How to Get Financial Aid for College When Parents Make Too Much
Worried you can’t afford to go to school because your parents make too much for financial aid? You probably have more options than you think, including scholarships and grants, non–need-based aid, and private loans.
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A common theme in higher education among higher-income families is the concept of being too poor to attend college but too rich to qualify for financial aid. This is one of the most significant and harmful myths in student aid today.
Even if your family earns a substantial income, you are still encouraged to apply for federal aid. Many opportunities exist in the world of college funding, even if it seems as though your parents make too much money for financial aid. You may be surprised by what is available.
In this guide, we will break down how to get financial aid for college when your parents make too much money, as well as how to pay for college costs if you don’t qualify for financial aid.
In this guide:
- How to get financial aid without your parents’ help
- How your parents’ income affects your eligibility for federal aid
- Other factors that could help or hinder your ability to obtain student aid
How to get financial aid without your parents’ help
There are also ways to get financial aid without the influence of your parents’ income. Here are some tips on how to gain access to financial aid without including your parents.
Rich parents or not—fill out the FAFSA
Wondering whether you should even fill out the FAFSA if your parents are rich?
The answer is a resounding yes.
You might be surprised that you are eligible for aid you didn’t think you’d qualify for. All federal student loans and some private lenders also use FAFSA information to determine your eligibility for their aid.
Look for scholarships and grants
Another solution is to apply for scholarships and grant funding. Many scholarships and grants exist for different types of students.
Some of these awards are based on demographic details of the student, such as race, ethnicity, gender, or geography. Other scholarships and grants provide funds to those who are following a particular degree path, or those who submit essays on a specific topic.
A misconception about scholarships and grants is that these funds are only available to those who are low-income. That simply isn’t the case. Scholarships and grants are given for a variety of reasons.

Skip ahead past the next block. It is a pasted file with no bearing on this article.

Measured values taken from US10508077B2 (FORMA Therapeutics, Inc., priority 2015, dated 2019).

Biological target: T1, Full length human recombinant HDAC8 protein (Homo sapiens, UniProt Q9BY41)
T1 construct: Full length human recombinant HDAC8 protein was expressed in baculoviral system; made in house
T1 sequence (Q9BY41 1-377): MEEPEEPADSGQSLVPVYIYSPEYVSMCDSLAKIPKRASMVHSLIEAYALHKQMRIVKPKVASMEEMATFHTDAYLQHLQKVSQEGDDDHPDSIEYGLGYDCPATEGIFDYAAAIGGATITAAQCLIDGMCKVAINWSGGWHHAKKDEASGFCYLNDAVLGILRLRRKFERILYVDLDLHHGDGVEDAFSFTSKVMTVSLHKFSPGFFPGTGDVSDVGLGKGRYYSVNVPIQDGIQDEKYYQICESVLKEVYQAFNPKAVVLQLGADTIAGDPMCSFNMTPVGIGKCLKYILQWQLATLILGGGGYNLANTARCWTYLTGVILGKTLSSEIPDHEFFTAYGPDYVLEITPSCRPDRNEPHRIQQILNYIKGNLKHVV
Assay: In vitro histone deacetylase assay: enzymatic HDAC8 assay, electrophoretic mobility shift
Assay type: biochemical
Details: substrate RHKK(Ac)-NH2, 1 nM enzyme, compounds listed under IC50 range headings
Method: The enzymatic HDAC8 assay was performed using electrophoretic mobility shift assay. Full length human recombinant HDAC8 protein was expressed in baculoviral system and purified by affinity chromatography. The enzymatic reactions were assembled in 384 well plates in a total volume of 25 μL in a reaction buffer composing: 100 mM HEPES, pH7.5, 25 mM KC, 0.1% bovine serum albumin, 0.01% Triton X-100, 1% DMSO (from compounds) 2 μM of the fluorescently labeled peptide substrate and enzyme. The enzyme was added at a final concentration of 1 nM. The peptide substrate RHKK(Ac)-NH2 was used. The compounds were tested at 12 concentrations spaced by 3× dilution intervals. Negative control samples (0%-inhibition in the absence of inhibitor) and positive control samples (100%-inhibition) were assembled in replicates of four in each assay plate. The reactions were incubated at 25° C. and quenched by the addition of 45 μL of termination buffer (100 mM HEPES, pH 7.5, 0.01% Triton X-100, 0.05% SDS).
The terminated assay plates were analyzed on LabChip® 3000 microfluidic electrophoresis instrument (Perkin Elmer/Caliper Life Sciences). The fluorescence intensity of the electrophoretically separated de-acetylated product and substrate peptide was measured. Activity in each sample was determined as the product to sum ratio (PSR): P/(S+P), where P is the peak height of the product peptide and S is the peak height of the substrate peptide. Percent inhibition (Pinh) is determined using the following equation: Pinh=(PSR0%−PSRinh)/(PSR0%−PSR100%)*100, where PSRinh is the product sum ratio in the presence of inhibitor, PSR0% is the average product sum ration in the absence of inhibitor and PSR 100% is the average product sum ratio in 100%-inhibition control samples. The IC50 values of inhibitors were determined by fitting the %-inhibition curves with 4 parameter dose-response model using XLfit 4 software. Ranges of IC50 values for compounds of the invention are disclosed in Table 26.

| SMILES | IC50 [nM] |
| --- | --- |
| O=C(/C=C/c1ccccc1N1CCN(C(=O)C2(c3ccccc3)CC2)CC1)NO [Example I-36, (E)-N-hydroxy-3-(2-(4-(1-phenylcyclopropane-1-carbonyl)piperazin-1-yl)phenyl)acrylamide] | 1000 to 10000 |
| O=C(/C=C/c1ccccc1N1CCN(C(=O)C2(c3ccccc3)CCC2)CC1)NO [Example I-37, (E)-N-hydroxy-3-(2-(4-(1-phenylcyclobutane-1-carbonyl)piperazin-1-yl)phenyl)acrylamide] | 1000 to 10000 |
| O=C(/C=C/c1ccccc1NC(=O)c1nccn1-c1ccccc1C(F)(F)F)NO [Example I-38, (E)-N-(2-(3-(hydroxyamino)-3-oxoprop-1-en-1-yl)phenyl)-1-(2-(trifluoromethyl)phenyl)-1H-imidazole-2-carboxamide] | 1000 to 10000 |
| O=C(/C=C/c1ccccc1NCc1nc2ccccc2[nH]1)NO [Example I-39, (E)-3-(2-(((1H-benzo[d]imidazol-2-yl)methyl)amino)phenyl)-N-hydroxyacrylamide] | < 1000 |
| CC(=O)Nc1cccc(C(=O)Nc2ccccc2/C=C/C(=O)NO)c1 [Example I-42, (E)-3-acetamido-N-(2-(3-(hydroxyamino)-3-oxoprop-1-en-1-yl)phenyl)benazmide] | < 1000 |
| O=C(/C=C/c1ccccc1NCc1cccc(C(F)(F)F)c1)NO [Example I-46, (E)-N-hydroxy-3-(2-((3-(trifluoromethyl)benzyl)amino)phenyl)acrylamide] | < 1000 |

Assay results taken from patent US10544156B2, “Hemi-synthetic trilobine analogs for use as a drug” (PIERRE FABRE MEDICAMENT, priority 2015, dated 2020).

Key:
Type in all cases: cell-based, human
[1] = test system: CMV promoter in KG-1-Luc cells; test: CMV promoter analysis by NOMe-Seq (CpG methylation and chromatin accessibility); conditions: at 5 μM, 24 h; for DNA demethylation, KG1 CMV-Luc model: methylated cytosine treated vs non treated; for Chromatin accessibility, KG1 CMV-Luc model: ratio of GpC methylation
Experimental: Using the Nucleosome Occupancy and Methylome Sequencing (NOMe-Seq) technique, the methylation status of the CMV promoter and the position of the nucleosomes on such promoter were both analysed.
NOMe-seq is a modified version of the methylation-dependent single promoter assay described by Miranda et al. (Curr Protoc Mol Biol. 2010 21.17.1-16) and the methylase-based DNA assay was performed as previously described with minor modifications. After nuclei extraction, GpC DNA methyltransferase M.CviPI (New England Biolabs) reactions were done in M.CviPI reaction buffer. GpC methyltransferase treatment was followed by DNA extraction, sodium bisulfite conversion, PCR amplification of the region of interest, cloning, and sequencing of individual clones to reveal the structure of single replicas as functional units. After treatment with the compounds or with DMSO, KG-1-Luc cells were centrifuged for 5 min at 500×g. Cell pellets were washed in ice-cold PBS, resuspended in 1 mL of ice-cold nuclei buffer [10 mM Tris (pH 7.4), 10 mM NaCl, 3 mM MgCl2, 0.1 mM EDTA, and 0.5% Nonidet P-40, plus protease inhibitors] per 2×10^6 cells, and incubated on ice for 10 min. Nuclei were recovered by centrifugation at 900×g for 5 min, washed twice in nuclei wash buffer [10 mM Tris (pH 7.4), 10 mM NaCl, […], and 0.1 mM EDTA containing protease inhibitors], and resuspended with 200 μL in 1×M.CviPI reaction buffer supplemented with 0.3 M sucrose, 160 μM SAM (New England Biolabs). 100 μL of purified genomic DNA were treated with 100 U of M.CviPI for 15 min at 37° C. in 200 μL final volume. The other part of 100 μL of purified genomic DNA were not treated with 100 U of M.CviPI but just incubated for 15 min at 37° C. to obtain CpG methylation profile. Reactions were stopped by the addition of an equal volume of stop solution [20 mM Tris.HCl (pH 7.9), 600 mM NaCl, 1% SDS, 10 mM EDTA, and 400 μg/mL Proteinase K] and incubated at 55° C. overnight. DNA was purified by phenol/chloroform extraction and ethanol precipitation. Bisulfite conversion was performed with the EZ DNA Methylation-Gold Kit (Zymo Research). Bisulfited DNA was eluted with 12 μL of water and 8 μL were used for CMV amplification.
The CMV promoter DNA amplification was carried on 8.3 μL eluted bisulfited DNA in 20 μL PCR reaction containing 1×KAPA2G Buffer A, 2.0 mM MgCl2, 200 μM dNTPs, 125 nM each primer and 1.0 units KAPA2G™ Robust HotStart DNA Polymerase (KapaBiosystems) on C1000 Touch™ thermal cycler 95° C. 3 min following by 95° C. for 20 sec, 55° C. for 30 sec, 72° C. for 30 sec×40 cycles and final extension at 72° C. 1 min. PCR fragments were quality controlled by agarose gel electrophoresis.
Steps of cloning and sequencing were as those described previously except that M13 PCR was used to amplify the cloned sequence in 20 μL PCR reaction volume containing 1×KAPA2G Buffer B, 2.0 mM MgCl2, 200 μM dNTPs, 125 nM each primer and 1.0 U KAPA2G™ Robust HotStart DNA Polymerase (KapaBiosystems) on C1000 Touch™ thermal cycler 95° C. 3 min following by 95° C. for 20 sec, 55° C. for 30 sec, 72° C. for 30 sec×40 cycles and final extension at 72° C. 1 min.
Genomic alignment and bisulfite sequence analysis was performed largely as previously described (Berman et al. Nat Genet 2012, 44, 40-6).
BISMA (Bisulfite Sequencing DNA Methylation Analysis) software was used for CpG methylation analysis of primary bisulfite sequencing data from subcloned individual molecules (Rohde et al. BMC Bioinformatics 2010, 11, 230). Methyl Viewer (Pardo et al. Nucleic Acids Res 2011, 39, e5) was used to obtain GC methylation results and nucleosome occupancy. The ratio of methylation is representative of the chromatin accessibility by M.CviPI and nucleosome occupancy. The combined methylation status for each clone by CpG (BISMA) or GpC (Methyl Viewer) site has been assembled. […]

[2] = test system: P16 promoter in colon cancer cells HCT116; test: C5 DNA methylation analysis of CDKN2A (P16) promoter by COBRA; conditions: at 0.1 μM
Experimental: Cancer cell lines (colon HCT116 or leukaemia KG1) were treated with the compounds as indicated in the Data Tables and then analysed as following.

For example, the Palantir Women in Technology Scholarship is open to students who identify as women who are pursuing an undergraduate degree in STEM subjects.
Use non–need-based federal aid
If you are concerned about how to pay for college if you don’t qualify for need-based aid, the FAFSA is your first step to collecting non–need-based aid.
When you complete the FAFSA, you will be eligible for a loan at minimum. Non-need based aid includes the following types of federal Direct student loans:
- Direct Unsubsidized Loans: Federal loan limits are based on the year of school the student is completing and the total cost of attendance. Although payment is not due on these loans until you leave school, interest accrues while loan payments are deferred.
- Graduate PLUS Loans: Federal Direct Grad PLUS Loans are available to graduate students. They work similarly to Direct Unsubsidized Loans in terms of deferment and interest accrual, but they have higher rates and no loan limits.
Federal student loans can be a viable way to cover the costs of college as they have low interest rates and favorable repayment terms. You can estimate how much non-need-based aid you are eligible for online.
Consider declaring your independence
Another option for paying for college if you do not qualify for financial aid due to your parents’ income is to declare your independence. Being an independent student typically requires one of the following to be true:
- You are over the age of 24.
- You are married.
- You have dependents other than a spouse.
- You are an orphan.
- You are a veteran or active duty member of the U.S. Armed Forces.
There are few other ways to declare yourself independent from your parents if you do not meet these eligibility guidelines.
If you fall into one or more of these categories, you can submit the FAFSA as an independent student and leave off your parents’ income. This means you could qualify for a larger amount of student aid.
For married students, you might be required to report your spouse’s income, which can impact how much aid you receive.
>> Read More: How Being a Emancipated Affects Financial Aid
Consider private student loans
Finally, if you do not qualify for federal financial aid because either you or your parents have high income or substantial assets, private student loans may be an option.
Private student loans are available from banks and lenders, and they usually require a strong credit history or a co-signer with one (though there are student loans available without a cosigner available).
It’s important to compare private student loan options because interest rates, repayment terms, and benefits vary widely.